Is there a link between diabetes and gout, that intense pain you feel in your joints? What is gout and how is it caused? And, if you are diabetic, what is the best way to treat your gout and avoid debilitating attacks?
If you have type 2 diabetes, your chances of encountering gout are higher than those of a non-diabetic. And vice versa … having gout boosts the likelihood that you will develop diabetes.
Gout is a kind of arthritis that causes a sudden swelling, burning and stiffness in your joints. The pain can be intense.
It usually shows up in the big toe first which may turn very red. You can also get attacks of gout in your ankle, knees and other joints. An attack can last for anything up to 10 days before the pain subsides.
And there can be long gaps, as much as several years, between attacks of gout. It is estimated that almost 85% of persons who have had an attack of gout once experience another episode within three years.
What causes gout?
Gout is due to hyperuricemia, a build-up of uric acid in your bloodstream.
Uric acid is a waste product your body makes when it breaks down purines. Purines are a type of protein found in many foods and in all the cells in your body.
Uric acid normally dissolves in your blood, passes through your kidneys and is excreted when you urinate.
But the levels of uric acid in your blood can get too high if your kidneys are unable to remove it efficiently … or if you drink too much alcohol or eat too much of certain foods that cause you to produce excessive uric acid.
If the level of uric acid in your blood stays too high for a prolonged period, the acid forms needle-like crystals that get stuck in your joints or soft tissues. This causes the swollen, painful joints of gout.
Gout can run in families, perhaps because members of the same family tend to live similar lifestyles.
The link between diabetes and gout
A study published in The American Journal of Medicine in 2010 examined thousands of adults and their children. The researchers found that those with higher uric acid levels were more likely to get type 2 diabetes.
Another study published in 2014 in the Annals of the Rheumatic Diseases found the connection between gout and diabetes was especially strong in women … women with gout were 71% more likely to get diabetes than women without it.
Other studies show that diabetes may play a role in the development of gout … and that hyperuricemia may make insulin resistance worse. Each condition adversely affects the other.
In addition, elevated uric acid is also seen in other medical conditions, not just gout.
People who have gout, for example, often also have raised cholesterol, raised triglycerides, high blood pressure and raised blood glucose levels. This makes it more likely that people with gout have or will develop type 2 diabetes, metabolic syndrome and kidney disease.
People who are obese are more likely to get gout compared to a person of normal weight because carrying extra pounds slows down your kidney’s ability to get rid of uric acid … 90% of persons with type 2 diabetes are overweight.
So it is no surprise that that about 50% of all those who suffer from gout are overweight. Central obesity (carrying too much weight around the middle) increases the level of certain inflammatory substances in your blood. This can exacerbate attacks of gout.
About 80% of persons with type 2 diabetes also have high blood pressure. High BP raises uric acid levels, the cause of gout. High BP is also linked to insulin resistance, the bane of type 2 diabetics. In addition, gout and diabetes are both linked to heart disease and kidney damage.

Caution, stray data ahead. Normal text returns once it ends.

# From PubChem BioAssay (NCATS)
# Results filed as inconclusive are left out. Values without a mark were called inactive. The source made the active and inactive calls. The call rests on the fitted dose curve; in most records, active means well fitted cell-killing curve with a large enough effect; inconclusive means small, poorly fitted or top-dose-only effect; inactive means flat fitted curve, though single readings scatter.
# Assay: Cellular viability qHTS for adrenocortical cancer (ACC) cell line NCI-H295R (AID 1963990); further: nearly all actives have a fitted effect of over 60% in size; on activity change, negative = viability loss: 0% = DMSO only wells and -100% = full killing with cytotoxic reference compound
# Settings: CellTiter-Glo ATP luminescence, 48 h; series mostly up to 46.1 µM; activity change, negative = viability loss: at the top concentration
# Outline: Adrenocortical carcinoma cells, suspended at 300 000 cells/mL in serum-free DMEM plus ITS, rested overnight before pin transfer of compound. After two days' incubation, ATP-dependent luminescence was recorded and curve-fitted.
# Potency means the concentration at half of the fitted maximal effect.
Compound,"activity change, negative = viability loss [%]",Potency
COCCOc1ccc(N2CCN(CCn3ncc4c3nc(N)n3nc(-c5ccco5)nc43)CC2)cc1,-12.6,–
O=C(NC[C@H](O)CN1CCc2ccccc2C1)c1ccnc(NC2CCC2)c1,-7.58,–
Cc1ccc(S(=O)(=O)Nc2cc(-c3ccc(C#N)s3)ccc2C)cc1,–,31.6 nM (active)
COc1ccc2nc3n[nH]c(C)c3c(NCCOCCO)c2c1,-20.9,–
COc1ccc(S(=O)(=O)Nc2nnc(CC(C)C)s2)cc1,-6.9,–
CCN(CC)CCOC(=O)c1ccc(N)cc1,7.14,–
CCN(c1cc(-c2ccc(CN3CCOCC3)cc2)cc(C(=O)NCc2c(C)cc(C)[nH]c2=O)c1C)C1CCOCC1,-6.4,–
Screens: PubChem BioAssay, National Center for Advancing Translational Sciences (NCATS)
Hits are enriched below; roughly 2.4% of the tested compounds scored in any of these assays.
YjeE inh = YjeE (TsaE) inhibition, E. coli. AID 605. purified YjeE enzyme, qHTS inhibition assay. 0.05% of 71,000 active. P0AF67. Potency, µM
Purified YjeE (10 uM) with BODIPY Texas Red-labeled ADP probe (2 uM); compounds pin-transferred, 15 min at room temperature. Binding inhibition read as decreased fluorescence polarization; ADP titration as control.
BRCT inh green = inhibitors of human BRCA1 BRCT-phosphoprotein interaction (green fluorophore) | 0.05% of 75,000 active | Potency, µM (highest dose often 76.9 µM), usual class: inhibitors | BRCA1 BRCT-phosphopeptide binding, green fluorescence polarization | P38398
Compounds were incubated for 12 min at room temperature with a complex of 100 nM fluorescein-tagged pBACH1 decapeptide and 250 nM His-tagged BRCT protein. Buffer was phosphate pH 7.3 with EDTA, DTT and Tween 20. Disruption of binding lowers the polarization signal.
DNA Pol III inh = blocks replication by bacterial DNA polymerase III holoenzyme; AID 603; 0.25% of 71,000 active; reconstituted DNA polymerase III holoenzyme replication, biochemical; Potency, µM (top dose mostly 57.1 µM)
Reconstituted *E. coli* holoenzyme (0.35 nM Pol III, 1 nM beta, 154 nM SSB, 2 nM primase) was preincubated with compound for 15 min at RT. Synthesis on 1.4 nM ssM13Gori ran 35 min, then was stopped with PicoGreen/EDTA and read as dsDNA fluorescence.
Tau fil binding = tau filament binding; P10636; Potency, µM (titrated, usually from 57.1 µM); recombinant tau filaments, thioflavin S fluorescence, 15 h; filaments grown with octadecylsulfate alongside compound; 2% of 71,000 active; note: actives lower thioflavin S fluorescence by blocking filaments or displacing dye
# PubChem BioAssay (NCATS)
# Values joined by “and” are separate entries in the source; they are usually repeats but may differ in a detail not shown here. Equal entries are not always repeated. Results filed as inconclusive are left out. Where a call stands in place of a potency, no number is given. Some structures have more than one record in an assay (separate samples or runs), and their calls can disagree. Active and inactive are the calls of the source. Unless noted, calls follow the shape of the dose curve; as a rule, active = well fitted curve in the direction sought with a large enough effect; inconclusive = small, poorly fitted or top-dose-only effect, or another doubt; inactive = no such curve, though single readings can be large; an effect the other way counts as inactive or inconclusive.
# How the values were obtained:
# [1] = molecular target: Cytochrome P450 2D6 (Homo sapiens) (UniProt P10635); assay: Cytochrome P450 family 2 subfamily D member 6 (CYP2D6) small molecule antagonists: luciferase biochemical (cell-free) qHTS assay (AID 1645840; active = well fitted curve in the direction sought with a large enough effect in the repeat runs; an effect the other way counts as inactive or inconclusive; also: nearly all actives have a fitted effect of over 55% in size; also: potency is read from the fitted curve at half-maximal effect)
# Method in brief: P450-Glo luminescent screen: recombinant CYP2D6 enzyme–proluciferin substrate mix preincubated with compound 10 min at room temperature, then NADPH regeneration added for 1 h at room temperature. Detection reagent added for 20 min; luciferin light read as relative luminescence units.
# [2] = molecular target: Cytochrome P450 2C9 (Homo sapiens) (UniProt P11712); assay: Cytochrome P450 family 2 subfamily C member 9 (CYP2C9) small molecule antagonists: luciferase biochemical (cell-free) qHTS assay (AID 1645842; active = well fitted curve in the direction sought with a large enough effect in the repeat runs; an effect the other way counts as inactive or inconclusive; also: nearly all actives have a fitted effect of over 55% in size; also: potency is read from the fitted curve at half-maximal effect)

The link between gout and type 2 diabetes is certain and sure. The good news is that you can beat both using the same diet and lifestyle techniques you can use to beat diabetes.
How is gout diagnosed?
Your doctor will perform a physical examination of the affected joints. If these indicate gout, this can be confirmed by:
1) testing a sample of fluid from the joints for uric acid crystals, and/or
2) measuring the amount of uric acid in your blood
If the amount of uric acid in your blood is more than 415 umol/L (micromole per litre), you will be diagnosed as having gout.
How is gout treated?
To ease the pain during an attack, you should rest the joint. Taking an NSAID (nonsteroidal anti-inflammatory drug) such as ibuprofen or naproxen can also reduce the pain.
But do NOT take aspirin … it can raise the level of uric acid in your blood and make the pain worse.
To stop an attack of gout, your doctor can give you a shot of a corticosteroid (such as prednisone) injected into the affected joint. This can also be administered orally.
Colchicine is an age-old medicine for gout, first used in ancient Egypt for the treatment of rheumatism and swelling. It works by lessening the build up of uric acid crystals that cause pain in the affected joint. Colchicine is an alternative for persons who cannot tolerate NSAIDs.
At high doses, its side effects (such as gastrointestinal upset) limit its use. Lower doses, however, are well tolerated and are still effective.
To be most effective, colchicine needs to be taken as soon as an attack of gout starts. Indeed, even with other medications, early treatment is best and can mean that relief begins within 24 hours.
To prevent future attacks, there are two medicines your doctor can prescribe:
- Uricosuric agents … medications that increase the excretion of uric acid in the urine, thus reducing the concentration of uric acid in your bloodstream
- Xanthine oxidase inhibitors … substances that inhibit the activity of xanthine oxidase, an enzyme that is involved in the metabolism of purine
What triggers attacks of gout?
Everyone is different and what triggers an attack of gout in one person may not do so in another. Common triggers, however, include:
- Heavy drinking, especially beer
- Foods high in purines
- Sugary sodas and foods containing fructose (a type of sugar)
- Some drugs used to treat high blood pressure, heart failure or leg swelling
- Fasting and dehydration